A summary news report from the AP:
Judge Peter Smith said he would give his verdict in the case before the current court term ends April 13.
In a written statement handed to the court yesterday, Rayner James said Brown had copied from ''Holy Blood, Holy Grail," but acknowledged he may have done so ''unwittingly because of the research materials supplied by Blythe Brown."
''His evidence should be approached with deep suspicion," the lawyer said of Brown's testimony during three days on the stand last week. ''He had almost no recollection of matters that related to timing. He would struggle to recall a year, was rarely able to recall a month. His general attitude in cross-examination was uncooperative."
Rayner James said evidence from Blythe Brown would have been of ''fundamental importance to this case." He claimed she would have been able to confirm the extent to which ''The Da Vinci Code" relied on Baigent's and Leigh's work.
Dan Brown knew ''little about what she did," Rayner James said.
"It remains the position that only she knows the extent of her involvement in the research and creation" of ''The Da Vinci Code," he said.
Meanwhile, the NYTimes reports that the judge expressed irritation with the lawyer of the plaintiffs:
The judge, Peter Jones, will not issue a decision for several weeks, and it is impossible to know how he will rule. But his tough questions appeared to reflect skepticism, even exasperation, toward some of the arguments put forward by the lawyer for the plaintiffs, Michael Baigent and Richard Leigh, two of the three authors of "The Holy Blood and the Holy Grail." (The book's other author, Henry Lincoln, is not taking part in the lawsuit.) They claim that Mr. Brown lifted the central "architecture" for his megaselling "Da Vinci Code" from their nonfiction book, published in 1982.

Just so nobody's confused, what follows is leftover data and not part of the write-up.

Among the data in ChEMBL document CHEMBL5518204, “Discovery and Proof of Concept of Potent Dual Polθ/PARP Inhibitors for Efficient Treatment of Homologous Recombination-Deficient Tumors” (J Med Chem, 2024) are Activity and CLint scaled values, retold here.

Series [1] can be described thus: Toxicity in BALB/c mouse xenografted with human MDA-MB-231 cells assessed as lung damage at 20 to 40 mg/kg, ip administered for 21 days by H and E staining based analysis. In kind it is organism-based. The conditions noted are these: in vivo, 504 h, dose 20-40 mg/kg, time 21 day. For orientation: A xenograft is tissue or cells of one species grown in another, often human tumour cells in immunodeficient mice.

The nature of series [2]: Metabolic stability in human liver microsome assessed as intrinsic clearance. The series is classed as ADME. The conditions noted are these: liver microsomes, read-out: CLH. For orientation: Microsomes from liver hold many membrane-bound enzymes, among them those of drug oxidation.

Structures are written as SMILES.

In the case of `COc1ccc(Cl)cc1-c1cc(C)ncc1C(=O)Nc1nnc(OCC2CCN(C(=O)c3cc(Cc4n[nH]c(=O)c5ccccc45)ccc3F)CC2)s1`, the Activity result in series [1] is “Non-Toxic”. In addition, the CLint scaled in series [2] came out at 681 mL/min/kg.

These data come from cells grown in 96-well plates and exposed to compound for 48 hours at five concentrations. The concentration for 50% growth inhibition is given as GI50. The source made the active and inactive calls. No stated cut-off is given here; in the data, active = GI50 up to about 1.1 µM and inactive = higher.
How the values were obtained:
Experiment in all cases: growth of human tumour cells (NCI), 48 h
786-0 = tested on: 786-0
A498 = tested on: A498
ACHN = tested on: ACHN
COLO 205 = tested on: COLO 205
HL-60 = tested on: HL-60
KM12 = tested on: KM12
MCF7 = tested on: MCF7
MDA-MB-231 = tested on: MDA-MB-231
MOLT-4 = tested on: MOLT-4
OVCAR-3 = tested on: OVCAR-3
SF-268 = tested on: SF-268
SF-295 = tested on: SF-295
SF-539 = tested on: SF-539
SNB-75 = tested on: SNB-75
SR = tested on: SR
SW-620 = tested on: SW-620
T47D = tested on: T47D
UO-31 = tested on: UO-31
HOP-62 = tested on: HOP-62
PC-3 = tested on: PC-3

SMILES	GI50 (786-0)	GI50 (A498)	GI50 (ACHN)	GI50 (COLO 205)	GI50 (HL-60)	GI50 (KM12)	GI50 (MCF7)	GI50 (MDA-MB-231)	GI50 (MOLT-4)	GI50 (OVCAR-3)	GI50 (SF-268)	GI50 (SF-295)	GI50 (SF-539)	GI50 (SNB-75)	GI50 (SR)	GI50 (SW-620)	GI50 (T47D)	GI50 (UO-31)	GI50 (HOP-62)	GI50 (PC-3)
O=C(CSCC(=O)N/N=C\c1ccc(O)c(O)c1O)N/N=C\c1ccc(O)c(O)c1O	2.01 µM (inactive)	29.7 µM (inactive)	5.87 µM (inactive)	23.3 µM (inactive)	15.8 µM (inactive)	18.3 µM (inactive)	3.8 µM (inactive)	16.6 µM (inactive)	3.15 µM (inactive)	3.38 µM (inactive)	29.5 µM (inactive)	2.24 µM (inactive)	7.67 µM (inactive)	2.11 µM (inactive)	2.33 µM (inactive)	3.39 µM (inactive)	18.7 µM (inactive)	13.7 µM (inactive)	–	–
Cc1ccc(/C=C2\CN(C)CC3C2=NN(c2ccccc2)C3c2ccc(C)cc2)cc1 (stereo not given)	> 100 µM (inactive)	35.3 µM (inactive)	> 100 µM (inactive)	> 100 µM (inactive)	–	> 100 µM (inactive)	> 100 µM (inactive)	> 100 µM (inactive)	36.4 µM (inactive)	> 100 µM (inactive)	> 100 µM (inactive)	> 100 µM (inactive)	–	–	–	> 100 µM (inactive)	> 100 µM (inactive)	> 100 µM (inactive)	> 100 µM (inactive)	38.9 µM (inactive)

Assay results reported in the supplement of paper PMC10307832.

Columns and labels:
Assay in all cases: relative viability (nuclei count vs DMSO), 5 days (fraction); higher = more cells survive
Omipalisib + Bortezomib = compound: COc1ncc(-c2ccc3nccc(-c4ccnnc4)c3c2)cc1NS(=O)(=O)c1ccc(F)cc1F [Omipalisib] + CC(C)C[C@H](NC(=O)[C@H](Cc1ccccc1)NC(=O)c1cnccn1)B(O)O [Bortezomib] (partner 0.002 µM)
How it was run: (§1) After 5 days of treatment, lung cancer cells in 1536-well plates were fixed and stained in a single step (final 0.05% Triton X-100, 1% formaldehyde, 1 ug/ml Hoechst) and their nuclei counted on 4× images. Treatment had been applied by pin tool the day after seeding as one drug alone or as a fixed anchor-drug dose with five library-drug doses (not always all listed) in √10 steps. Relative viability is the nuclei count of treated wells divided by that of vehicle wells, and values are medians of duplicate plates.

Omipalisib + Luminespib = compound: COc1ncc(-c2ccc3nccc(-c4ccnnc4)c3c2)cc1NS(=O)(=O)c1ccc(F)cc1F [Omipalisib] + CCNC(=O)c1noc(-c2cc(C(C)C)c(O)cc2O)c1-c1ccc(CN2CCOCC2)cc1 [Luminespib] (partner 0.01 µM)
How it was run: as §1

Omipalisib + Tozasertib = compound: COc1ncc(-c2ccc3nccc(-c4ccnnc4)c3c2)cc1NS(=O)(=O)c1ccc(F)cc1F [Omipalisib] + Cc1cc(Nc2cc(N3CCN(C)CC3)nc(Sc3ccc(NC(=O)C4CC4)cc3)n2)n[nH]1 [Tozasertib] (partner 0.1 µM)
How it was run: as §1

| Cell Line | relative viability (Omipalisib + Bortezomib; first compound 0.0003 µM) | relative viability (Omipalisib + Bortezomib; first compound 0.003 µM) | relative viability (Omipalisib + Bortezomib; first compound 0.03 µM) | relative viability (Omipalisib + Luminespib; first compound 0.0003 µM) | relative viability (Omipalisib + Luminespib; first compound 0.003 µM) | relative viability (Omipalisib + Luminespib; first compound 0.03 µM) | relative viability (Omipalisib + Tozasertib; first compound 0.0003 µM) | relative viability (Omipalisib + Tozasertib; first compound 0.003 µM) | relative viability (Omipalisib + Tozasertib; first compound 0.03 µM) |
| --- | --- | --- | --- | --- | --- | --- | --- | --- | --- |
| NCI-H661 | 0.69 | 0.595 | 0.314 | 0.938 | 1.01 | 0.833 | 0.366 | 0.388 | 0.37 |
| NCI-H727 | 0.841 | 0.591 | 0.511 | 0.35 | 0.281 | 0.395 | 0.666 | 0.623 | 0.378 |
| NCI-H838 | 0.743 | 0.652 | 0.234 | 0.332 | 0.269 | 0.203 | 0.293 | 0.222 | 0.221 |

For instance, when the lawyer, Jonathan Rayner James, argued that Mr. Brown had "been hiding the truth" about when he and his wife, Blythe Brown, who does much of his research, had first consulted "The Holy Blood and the Holy Grail," Justice Jones stopped him short. If that were true, the judge asked, why had Mr. Brown left out "The Holy Blood and the Holy Grail" from the bibliography he submitted to the publisher, along with a synopsis of "The Da Vinci Code" in January 2001 — only to include a pointed reference to the book in the finished novel a year later?
"If he's trying to hide the fact that he's using 'H.B.H.G.' in the synopsis," the judge asked, referring to "The Holy Blood and the Holy Grail" by its initials, "what's the point of shouting it out from the rooftops in the book?"
On a more humorous note, I found this story about Dr. Ben Witherington III, biblical scholar and author of The Gospel Code, and his reference to TDVC as a work of "hysterical fiction," not historical fiction. Quite funny.